This is too long for a reply to my earlier comment, and since it provides an alternate answer, I'm posting it that way.

I confirmed Michael's answer by the brute-force approach suggested by Calvin and Wim in their answers.

I set this up as a Markov process where the state is the number of coins. (There can be from $$0$$ through $$16$$ coins after $$4$$ steps, which is all I needed.) The probability of transition from $$i$$ coins to $$j$$ coins is $$0$$ if $$j$$ is odd and $${i\choose {j\over2}}\cdot{1\over2^i}$$ if $$j$$ is even. (This is left as an exercise to the reader!)

Then (thanks, Mathematica!) I computed $$M^4$$ for the transition matrix $$M$$ of the above probabilities. Then $$(M^4)_{1j}$$ is the probability of there being $$j$$ coins after $$4$$ steps, and thus the probability of ending after exactly $$5$$ steps is $$\sum_{j=1}^{16}(M^4)_{1j}\cdot{1\over2^j}$$. (Note that the sum doesn't start at $$j=0$$ because that would correspond to the game ending before the fifth step.) The nonzero terms $$\left(M^4\right)_{1j}$$ in the calculation ($$j=2,4,6,\dots,16$$), for anyone interested, are $$\left(\frac{445}{4096},\frac{723}{8192},\frac{159}{4096},\frac{267}{16384},\frac{19}{4096},\frac{11}{8192},\frac{1}{4096},\frac{1}{32768}\right)$$.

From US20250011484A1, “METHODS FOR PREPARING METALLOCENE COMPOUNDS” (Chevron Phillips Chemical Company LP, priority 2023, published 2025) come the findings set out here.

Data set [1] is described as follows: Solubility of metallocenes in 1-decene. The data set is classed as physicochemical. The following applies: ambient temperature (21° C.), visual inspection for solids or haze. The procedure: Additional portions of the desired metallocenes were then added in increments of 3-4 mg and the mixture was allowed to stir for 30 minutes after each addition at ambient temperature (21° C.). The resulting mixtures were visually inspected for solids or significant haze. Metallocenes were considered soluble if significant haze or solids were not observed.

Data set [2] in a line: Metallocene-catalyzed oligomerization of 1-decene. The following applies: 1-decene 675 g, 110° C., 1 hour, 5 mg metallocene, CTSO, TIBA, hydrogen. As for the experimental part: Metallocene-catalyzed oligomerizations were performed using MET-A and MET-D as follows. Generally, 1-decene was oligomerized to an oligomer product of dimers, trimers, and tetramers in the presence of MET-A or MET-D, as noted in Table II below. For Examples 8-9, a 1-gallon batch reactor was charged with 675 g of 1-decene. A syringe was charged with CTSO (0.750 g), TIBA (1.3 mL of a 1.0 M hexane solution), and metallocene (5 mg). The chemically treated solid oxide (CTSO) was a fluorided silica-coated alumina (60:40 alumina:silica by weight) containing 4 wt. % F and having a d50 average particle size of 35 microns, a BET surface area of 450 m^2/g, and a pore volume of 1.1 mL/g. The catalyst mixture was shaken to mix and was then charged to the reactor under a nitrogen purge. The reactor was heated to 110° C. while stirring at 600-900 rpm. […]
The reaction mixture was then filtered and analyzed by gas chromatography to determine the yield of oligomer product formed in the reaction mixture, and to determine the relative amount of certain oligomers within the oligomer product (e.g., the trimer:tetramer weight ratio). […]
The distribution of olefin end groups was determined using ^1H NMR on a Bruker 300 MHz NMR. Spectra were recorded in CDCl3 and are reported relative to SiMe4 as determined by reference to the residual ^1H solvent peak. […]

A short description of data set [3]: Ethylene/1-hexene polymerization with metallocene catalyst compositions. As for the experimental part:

(This is not a complete solution).

There's always the brute force approach.

At time $$t$$, if there are $$n$$ coins, then the probability that there are $$2k$$ coins at time $$t+1$$ is $${n \choose k } \times \frac{1}{2^n}$$.

We can come up with the following table for probability at time $$t$$, we have $$n$$ number of coins:

$$\begin{array} { l | l l l l l} & 1 & 2 & 3 & 4 & 5 \\ \hline 0 & \frac{1}{2} & \frac{1}{2} \times 1 + \frac{1}{2} \times \frac{1}{4} = \frac{5}{8} & \frac{5}{8} \times 1 + \frac{1}{4} \times \frac{1}{4} + \frac{1}{8} \times \frac{1}{16} = \frac{89}{128} \\ 2 & \frac{1}{2} & \frac{1}{2} \times \frac{2}{4} = \frac{1}{4} \\ 4 & & \frac{1}{2} \times \frac{1}{4} = \frac{1}{8} \\ 6 & \\ 8 & \\ 10 & \end{array}$$

Yes, it gets long and ugly, which is why I didn't complete it for 5. But, at least it could be done.